Citigroup just hired a brilliant consultant called Watson to build out its digital banking. This very same Watson also advises healthcare companies such as WellPoint and, in his time off, took the top prize last year on Jeopardy!, the television quiz show. According to his friends, Watson has other corporate gigs that he is coy about, and will soon earn more than $1bn annually. His astronomical income puts him in the top 1 per cent of the top 1 per cent of all American workers. Or rather, it would if he were human. He is a machine.
It is worth contemplating the rise of this IBM supercomputer amid a fraught election season. Out on the campaign trail, Republicans promise to bring jobs back by reining in the government and bashing China. Barack Obama counters with a mirror-image populism, blaming the super-rich for the troubles of ordinary workers. Watson stands as a reminder that something more profound is happening. We are in the midst of a technological upheaval; and financial rewards are flowing to the elites who create and control the new machines. Almost everybody else is threatened – including sophisticated bank executives at Citi and WellPoint's healthcare analysts.
Watson is the standard bearer of a formidable army. Thanks to the relentless arithmetic of Moore's law, the latest Intel chip contains 2.6bn transistors, a million times more than the path-breaking Intel 4004 of four decades ago. The cost of computer storage has fallen about 90 per cent in just six years, according to Martin Barnes of BCA Research; today's transistors are so tiny that you can fit 3,000 of them into the width of a human hair. As a result, companies can store and analyse information on every aspect of the world around them. The era of Big Data is at hand.
The machines that mine these data are upending businesses of every stripe. Renaissance Technologies, the Long Island firm that runs what is probably the best-performing hedge fund of the past two decades, is led by two scientists from IBM's artificial-intelligence lab. Human judgment is making way for machine-driven analysis in the executive offices of sports teams. Tomorrow's medicine is, at least in part, a large programming challenge.
Small wonder, then, that inequality is rising. Innovators and programmers are earning more than ever, as are the entertainers and intellectual superstars who leverage the new technologies to create global brands. High-touch, high-skill professions that cannot be automated (think fancy divorce lawyers) are doing nicely, thank you. But for large swaths of the workforce, the outlook feels bleak.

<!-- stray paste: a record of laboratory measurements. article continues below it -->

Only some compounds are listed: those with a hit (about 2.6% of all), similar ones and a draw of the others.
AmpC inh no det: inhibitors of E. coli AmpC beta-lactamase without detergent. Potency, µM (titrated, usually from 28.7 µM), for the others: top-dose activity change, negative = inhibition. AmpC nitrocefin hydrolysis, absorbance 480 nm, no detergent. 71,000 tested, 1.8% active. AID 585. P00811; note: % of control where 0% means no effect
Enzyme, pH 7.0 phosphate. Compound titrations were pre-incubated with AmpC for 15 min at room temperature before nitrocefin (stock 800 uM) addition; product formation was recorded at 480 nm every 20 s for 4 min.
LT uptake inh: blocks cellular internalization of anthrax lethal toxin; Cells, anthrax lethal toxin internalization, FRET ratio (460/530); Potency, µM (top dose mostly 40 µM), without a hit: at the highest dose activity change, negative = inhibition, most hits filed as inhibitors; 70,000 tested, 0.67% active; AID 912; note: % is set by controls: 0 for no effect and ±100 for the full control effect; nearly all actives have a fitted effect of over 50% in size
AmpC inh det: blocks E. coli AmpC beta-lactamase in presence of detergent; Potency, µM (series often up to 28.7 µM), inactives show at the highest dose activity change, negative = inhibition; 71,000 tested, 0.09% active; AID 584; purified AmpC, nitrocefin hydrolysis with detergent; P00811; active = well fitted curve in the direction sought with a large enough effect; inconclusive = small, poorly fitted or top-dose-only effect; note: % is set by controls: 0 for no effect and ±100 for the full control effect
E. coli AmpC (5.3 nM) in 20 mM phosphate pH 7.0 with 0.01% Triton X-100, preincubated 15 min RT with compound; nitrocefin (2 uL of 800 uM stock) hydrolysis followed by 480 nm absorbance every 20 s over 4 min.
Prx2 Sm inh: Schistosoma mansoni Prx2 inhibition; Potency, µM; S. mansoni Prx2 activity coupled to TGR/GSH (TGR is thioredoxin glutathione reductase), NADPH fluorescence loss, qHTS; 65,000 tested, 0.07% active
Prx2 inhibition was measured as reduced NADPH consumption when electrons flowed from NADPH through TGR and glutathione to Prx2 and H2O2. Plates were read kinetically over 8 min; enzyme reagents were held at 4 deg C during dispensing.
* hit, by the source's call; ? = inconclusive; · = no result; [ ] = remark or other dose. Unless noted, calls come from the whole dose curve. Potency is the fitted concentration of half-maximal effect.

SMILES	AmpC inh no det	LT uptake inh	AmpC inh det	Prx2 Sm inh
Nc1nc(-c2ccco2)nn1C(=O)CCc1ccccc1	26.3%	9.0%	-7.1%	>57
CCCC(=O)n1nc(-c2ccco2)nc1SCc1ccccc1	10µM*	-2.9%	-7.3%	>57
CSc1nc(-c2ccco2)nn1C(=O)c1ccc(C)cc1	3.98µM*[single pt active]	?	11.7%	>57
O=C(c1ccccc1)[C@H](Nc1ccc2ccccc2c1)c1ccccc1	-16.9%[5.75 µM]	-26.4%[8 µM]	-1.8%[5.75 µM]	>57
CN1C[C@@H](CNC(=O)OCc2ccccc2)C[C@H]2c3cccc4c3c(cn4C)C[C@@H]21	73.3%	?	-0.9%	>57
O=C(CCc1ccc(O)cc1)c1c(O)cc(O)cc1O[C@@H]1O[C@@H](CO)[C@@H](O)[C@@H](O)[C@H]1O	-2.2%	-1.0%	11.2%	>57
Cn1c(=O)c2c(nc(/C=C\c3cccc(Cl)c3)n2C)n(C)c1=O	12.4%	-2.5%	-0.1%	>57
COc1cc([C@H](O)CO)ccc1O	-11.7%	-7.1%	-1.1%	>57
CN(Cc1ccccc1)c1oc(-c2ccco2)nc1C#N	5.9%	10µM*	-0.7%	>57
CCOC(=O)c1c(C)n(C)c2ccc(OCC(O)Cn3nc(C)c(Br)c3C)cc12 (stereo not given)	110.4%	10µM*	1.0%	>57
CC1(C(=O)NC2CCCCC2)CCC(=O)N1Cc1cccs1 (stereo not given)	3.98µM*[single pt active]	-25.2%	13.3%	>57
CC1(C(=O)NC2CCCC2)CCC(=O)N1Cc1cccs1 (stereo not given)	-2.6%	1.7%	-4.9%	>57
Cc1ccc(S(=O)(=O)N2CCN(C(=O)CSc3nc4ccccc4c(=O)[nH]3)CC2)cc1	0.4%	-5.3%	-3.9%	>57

It is a quirk of US politics that neither Democrats nor Republicans indulge in rage against the machine. Foreign competitors, Wall Street fat cats and big government are the preferred scapegoats, never mind that technology plays a larger role in stoking worker insecurities. But even though Campaign 2012 is ignoring the most crucial change in the economy, it is still important to be clear on what it means.
Do Watson and his ilk portend higher unemployment? In the long run, clearly not. There is no finite set of tasks in an economy, so the fact that intelligent machines perform vastly more functions will not prevent able-bodied workers from landing jobs. But in the short- and even medium-run, displaced workers may have trouble finding new employment, with consequences for social policy that are seldom recognised. To rescue overstretched pension systems, for example, western societies are raising the retirement age. But, as Harvard's Lawrence Summers argues, the timing is unfortunate. Postponing retirement may compound the frictional unemployment that technology threatens.
Even if displaced workers do find jobs, will these jobs be dignified? A society divided between master-programmers and servants may not appeal to the servants, who will be the majority. But neo-Marxist visions of burger flippers on the barricades seem a touch too paranoid. In the 19th century, the shift from farm to factory was decried as dehumanising. But the supposedly alienated proletariat soon morphed into proud welders and machinists and today it is the decline of factories that is perceived as a problem. The lesson is that attitudes adjust and job status is elastic. There may be real unhappiness during the adjustment phase, but eventually the nannies of yesterday will be the respected childcare professionals of tomorrow. Cooks will turn into executive chefs.
And so, in the last analysis, Watson's most enduring impact will be to accentuate the trade-off between equity and growth. Technology and globalisation magnify differences in productivity among workers; if pay tracks performance so as to optimise incentives, rising inequality is the certain result. How far we want to tame that trend should be a central question in the politics of the coming decade. But politicians of both parties are weirdly silent.
This article appears in full on CFR.org by permission of its original publisher. It was originally available here (Subscription required).